The Trump administration is moving to roll back the centerpiece of President Barack Obama's efforts to slow global warming, seeking to ease restrictions on greenhouse gas emissions from coal-fired power plants.
"Here's the president's message: The war on coal is over", Pruitt told a gathering in the Kentucky coal-country town of Hazard.
Speaking in Kentucky on Monday, Pruitt said he will sign a proposed rule on Tuesday "to withdraw the so-called clean power plan of the past administration".
"That rule really was about picking winners and losers", he said.
This is the latest example of how the Trump administration is aggressively targeting Obama-era regulations and other efforts to prepare and respond to climate change, from announcing plans to withdraw the U.S. from the Paris climate accord to axing restrictions on building in flood zones. Today's announcement from Pruitt is an expected result of that order.
However, the Clean Power Plan has essentially been on hold since February 2016, when the US Supreme Court halted its implementation until courts could decide whether it was legally valid. "At the same time, we recognize the need for a policy to address greenhouse gas emissions".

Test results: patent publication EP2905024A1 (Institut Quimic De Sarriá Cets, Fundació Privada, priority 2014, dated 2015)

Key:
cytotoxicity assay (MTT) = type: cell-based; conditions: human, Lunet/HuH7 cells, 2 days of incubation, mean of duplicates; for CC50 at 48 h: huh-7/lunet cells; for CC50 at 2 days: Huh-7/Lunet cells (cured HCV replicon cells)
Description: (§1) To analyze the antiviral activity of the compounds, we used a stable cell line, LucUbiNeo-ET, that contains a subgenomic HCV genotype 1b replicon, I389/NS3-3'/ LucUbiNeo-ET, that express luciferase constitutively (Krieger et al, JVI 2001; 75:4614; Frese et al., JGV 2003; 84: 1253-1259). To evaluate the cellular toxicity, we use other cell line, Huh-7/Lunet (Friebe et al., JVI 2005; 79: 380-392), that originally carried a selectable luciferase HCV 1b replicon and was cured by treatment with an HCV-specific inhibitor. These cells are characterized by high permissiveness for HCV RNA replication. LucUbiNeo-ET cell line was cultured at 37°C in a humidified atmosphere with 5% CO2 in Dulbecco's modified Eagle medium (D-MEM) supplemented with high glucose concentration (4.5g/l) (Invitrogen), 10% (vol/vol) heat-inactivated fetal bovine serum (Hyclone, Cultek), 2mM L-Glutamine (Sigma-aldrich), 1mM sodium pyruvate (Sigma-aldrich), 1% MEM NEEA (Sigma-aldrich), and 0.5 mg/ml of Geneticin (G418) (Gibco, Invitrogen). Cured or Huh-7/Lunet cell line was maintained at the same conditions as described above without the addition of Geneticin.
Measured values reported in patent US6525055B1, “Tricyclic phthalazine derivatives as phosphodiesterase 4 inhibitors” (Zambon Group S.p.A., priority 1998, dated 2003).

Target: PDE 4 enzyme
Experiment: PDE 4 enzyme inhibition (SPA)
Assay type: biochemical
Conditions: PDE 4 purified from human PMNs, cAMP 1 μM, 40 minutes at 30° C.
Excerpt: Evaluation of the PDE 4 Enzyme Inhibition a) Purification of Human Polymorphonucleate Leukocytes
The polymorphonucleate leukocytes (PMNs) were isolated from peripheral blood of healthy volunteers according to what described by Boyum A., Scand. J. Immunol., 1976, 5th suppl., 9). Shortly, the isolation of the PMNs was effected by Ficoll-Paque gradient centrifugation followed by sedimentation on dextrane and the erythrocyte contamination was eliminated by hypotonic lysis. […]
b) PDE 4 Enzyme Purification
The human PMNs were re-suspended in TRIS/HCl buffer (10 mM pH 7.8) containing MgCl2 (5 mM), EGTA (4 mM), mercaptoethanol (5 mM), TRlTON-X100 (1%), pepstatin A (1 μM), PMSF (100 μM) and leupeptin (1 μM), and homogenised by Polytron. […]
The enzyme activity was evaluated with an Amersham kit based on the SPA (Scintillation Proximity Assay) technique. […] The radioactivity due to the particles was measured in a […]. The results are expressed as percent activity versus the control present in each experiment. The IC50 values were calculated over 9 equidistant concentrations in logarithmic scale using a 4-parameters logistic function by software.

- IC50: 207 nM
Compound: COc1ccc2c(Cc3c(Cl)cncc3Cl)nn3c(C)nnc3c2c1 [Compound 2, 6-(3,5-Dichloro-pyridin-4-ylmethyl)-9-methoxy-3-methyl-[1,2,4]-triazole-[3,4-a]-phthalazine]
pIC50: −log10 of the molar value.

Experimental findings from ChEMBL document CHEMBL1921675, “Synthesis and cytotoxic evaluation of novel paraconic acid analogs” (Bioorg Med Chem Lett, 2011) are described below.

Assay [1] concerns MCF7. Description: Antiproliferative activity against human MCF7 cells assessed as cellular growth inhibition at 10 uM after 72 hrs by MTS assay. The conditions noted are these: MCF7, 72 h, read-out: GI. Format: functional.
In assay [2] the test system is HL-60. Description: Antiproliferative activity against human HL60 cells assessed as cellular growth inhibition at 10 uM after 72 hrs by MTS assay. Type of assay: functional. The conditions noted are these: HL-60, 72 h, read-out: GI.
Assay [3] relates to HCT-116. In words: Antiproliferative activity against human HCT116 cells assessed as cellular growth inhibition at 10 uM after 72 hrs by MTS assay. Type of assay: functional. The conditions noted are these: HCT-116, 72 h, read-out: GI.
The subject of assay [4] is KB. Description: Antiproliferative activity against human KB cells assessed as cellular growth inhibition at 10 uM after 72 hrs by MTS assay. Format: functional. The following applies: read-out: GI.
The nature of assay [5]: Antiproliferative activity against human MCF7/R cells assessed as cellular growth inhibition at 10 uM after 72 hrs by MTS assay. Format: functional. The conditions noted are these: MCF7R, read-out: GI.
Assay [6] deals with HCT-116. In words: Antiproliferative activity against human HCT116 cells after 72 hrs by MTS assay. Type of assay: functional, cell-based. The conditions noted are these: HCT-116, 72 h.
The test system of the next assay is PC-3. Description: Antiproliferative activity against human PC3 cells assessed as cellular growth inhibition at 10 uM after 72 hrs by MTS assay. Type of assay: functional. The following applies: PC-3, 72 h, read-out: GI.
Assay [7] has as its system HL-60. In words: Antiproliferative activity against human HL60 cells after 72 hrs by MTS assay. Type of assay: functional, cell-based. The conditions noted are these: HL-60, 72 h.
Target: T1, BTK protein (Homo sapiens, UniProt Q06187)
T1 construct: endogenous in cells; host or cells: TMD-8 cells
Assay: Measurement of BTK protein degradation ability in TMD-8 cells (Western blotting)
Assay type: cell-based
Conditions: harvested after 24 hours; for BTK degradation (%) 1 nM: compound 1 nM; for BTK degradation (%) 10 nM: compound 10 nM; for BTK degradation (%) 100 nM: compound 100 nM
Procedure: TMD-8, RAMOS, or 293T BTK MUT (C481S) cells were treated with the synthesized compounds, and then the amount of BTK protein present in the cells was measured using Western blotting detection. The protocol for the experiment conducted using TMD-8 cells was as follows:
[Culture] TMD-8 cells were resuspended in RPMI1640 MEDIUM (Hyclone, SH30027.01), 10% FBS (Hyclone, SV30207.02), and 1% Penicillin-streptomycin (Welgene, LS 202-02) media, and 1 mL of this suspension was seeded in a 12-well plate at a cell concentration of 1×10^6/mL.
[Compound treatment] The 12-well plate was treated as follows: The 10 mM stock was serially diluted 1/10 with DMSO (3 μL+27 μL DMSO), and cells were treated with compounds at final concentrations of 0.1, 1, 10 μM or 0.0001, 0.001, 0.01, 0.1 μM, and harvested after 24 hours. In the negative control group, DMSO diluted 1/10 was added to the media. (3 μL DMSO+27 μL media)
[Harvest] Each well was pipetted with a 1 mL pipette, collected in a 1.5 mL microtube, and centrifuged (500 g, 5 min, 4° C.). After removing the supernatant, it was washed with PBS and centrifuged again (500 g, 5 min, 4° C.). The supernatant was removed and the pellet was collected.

CNN obtained a copy of the leaked proposal to repeal the milestone Clean Power Plan, the outcome of President Donald Trump's executive orders calling for the review of the plan and questions the legality of the original rule. Pruitt sued the EPA 13 other times in his capacity as Oklahoma's attorney general for the agency's efforts to regulate mercury, smog and other forms of pollution.
Some experts say weakening the Clean Power Plan will not change the fortunes of the coal industry, which has lost significant share of US power generation to cheap, abundant USA natural gas.
The EPA won't prescribe an immediate replacement to the plan, but will seek public comment on whether to curb climate-warming emissions from coal and natural gas power plants.
Coal-fired power plants are among the largest emitters of carbon.
The plan was supposed to be instrumental in helping the United States reach its goals for the Paris climate agreement, which Obama signed with 195 nations in 2015 and Trump canceled in June.